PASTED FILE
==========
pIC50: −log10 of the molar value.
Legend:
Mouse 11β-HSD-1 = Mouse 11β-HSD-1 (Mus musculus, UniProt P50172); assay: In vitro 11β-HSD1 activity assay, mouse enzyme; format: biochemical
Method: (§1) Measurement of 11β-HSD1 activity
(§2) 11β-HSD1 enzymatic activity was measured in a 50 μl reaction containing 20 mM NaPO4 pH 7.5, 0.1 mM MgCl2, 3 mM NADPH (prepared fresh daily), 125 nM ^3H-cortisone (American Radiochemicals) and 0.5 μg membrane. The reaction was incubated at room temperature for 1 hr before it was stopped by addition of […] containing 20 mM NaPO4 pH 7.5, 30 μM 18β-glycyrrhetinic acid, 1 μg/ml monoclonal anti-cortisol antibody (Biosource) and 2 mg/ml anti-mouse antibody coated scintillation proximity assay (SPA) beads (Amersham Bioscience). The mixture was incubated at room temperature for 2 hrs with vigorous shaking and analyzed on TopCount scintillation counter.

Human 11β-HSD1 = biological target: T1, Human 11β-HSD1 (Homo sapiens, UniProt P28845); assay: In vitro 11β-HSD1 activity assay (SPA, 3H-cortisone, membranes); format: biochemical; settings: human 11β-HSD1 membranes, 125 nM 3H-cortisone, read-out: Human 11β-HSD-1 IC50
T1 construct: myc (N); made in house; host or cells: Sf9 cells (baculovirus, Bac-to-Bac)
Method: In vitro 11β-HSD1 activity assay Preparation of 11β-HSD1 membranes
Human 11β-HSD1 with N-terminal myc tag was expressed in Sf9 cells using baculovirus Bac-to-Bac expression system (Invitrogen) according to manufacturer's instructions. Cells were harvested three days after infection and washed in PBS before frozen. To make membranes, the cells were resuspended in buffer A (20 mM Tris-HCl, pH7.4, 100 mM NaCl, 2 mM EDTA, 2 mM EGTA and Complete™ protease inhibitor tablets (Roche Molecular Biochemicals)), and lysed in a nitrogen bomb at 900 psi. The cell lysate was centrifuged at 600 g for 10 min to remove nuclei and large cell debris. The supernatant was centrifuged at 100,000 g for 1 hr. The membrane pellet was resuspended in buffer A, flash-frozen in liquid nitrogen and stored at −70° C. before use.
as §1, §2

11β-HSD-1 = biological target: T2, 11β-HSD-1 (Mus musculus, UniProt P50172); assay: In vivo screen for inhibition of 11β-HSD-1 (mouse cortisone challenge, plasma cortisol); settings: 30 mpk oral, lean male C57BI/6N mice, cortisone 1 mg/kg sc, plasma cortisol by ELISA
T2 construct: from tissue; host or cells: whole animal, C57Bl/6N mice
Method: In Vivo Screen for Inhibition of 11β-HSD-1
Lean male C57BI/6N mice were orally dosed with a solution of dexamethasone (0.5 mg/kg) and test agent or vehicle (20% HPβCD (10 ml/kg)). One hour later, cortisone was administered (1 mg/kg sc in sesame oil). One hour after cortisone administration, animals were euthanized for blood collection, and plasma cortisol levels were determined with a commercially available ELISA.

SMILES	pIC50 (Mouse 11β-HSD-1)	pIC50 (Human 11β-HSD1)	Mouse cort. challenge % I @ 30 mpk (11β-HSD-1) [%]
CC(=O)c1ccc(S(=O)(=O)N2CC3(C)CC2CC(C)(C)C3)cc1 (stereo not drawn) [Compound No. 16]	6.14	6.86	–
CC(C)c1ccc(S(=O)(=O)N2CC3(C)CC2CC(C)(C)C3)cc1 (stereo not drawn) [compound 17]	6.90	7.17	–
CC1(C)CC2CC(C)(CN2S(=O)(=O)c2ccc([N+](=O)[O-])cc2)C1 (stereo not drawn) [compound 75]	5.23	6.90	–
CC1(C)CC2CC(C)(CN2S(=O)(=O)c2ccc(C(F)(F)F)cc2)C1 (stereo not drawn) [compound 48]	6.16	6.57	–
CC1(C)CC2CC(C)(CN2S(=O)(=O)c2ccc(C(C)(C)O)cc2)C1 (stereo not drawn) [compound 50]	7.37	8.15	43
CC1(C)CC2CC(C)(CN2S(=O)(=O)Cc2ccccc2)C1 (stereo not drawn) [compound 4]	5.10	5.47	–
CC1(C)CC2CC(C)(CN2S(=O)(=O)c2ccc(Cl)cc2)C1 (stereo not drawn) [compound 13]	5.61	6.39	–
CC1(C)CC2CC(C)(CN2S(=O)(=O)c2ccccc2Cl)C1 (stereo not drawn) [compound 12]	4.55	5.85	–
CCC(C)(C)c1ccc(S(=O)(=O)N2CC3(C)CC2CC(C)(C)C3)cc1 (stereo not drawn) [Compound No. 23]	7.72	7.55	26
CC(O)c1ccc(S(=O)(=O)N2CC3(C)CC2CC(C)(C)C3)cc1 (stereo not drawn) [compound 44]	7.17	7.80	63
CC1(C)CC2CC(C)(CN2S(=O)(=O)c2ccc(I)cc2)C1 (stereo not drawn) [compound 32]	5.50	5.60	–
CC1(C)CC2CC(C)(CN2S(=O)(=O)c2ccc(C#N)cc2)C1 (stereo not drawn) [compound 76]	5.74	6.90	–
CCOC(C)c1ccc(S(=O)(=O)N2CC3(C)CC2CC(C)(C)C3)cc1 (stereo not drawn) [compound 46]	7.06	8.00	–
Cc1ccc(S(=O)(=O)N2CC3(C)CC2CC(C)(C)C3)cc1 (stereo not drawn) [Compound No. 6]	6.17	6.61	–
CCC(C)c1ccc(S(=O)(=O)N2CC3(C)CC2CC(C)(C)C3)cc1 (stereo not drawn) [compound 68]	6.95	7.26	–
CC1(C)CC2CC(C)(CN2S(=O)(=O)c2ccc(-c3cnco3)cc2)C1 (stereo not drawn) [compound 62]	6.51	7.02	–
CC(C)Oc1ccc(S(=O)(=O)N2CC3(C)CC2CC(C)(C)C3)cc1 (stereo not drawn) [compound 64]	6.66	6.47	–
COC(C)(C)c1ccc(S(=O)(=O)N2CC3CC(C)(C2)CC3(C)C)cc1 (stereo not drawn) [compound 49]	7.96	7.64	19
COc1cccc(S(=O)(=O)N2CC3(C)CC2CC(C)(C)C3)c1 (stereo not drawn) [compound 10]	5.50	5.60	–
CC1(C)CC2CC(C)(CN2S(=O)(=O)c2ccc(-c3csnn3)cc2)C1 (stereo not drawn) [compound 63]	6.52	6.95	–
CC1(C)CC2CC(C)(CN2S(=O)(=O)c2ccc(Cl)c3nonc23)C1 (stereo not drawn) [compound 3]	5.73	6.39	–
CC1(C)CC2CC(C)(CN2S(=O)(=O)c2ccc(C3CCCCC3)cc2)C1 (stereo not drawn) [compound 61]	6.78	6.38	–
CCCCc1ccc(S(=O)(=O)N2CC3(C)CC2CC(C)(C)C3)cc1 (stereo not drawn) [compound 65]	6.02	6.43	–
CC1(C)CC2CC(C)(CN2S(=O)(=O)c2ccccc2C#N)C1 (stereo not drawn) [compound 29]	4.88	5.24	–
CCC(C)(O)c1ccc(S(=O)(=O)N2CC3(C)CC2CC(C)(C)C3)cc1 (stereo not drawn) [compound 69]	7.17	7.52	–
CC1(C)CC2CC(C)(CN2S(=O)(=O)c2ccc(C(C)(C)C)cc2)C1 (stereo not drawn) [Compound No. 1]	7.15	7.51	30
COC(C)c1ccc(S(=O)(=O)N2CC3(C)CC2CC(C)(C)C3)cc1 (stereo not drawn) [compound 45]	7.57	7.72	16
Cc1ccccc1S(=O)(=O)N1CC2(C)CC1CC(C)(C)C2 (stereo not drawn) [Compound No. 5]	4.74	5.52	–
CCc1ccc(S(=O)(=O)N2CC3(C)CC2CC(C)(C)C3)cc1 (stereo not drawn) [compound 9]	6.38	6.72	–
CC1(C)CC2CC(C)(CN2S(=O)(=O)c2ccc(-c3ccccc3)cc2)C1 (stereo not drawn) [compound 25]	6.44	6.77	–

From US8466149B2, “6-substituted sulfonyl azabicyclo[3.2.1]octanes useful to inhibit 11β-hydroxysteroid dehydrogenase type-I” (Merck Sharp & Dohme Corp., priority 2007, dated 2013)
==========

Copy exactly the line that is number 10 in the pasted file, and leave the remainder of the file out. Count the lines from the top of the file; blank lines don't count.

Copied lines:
as §1, §2